Preparation for sandwich-class housing underway

Director of the Housing Bureau (IH) Arnaldo Ernesto dos Santos has pledged in a written reply that the authorities have been conducting an in-depth analysis for the sandwich-class housing scheme, in a bid to help local residents at various stages of life to secure apartments.
Dos Santos’s remarks come in reply to a query submitted by lawmaker Sulu Sou, who underlined the remarkable harsh circumstances faced by the city’s young people concerning home ownership.
Sou emphasized that many young residents cannot afford the “exorbitant” price of private housing, nor can they benefit from either the government-
funded social housing or the economic housing schemes.
In Chief Executive (CE) Ho Iat Seng’s debut policy address, he proposed a five-layered housing structure in Macau, namely, social housing, economic housing, sandwich-class housing, elderly housing and private housing. Each classification is intended to complement the others, since they are targeted at different sectors of the market with varying buying power and sets of requirements.
However, Sou said that there has little progress made by far regarding the sandwich-class housing, ever since the current administration has taken office for one and a half years.
Between October and December last year, the government organized a public consultation to gather public opinions upon the interpretation of “sandwich class.” The result was released in April 2021, showing that 92.6% of surveyed respondents are in favor of the sandwich-class housing scheme.
Most respondents (over 60%) concurred that the “sandwich class” should be defined as consisting of individuals with income levels exceeding the upper limit of eligibility for economic housing application, or those who qualify to purchase economic housing but placed low in the waiting list due to a lower score, or those who aim for a better living environment but whose income cannot match the surge in private housing prices.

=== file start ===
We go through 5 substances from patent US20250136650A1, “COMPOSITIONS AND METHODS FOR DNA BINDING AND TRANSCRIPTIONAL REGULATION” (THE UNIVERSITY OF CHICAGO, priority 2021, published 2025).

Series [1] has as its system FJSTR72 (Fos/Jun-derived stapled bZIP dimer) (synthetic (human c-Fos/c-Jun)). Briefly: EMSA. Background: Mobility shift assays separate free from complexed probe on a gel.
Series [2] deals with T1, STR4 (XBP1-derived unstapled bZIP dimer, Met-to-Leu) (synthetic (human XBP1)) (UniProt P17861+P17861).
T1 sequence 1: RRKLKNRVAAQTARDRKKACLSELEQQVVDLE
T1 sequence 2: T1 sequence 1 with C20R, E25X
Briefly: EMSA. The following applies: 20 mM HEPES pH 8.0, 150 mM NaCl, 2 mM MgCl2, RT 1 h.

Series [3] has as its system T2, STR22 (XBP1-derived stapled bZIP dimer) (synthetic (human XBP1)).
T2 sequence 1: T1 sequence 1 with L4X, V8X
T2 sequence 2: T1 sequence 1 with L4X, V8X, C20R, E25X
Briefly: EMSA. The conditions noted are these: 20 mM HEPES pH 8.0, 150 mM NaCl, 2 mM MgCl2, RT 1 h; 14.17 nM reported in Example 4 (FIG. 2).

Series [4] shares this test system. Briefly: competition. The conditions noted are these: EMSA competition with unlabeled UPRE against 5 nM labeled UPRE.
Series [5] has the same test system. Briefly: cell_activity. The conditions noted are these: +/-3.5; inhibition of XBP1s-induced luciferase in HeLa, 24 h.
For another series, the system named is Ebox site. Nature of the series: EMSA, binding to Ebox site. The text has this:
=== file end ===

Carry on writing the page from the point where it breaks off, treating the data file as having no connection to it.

Sou stated that not all local young people are necessarily classified as the “sandwich class.” He questioned whether the government has devised any specific policies under the sandwich-class housing scheme to offer special assistance to local young people, such as a “rent first and buy later” scheme, or a separate queue for the youths to apply for the housing schemes.
The government promised to submit the draft bills on the sandwich-class housing scheme to the Legislative Assembly (AL) in 2022. However, considering the foreseeable lengthy legislation procedures, Sou called on the government to replicate the rapid success of the elderly housing, with its construction completed “swiftly,” to tackle the housing plight of youths.
In response to a string of Sou’s queries, dos Santos stated that departments of the government have been studying “the key concerns in the society” thoroughly, and will strike a balance between “utilizing public resources appropriately” and “listening to opinions from various parties.”
Dos Santos added that the authorities will analyze the plans for the sandwich-class housing scheme, based on the “societal actual situations.”
The government will announce relevant details, such as draft bills or planning, in due course as long as the policy direction is laid down.

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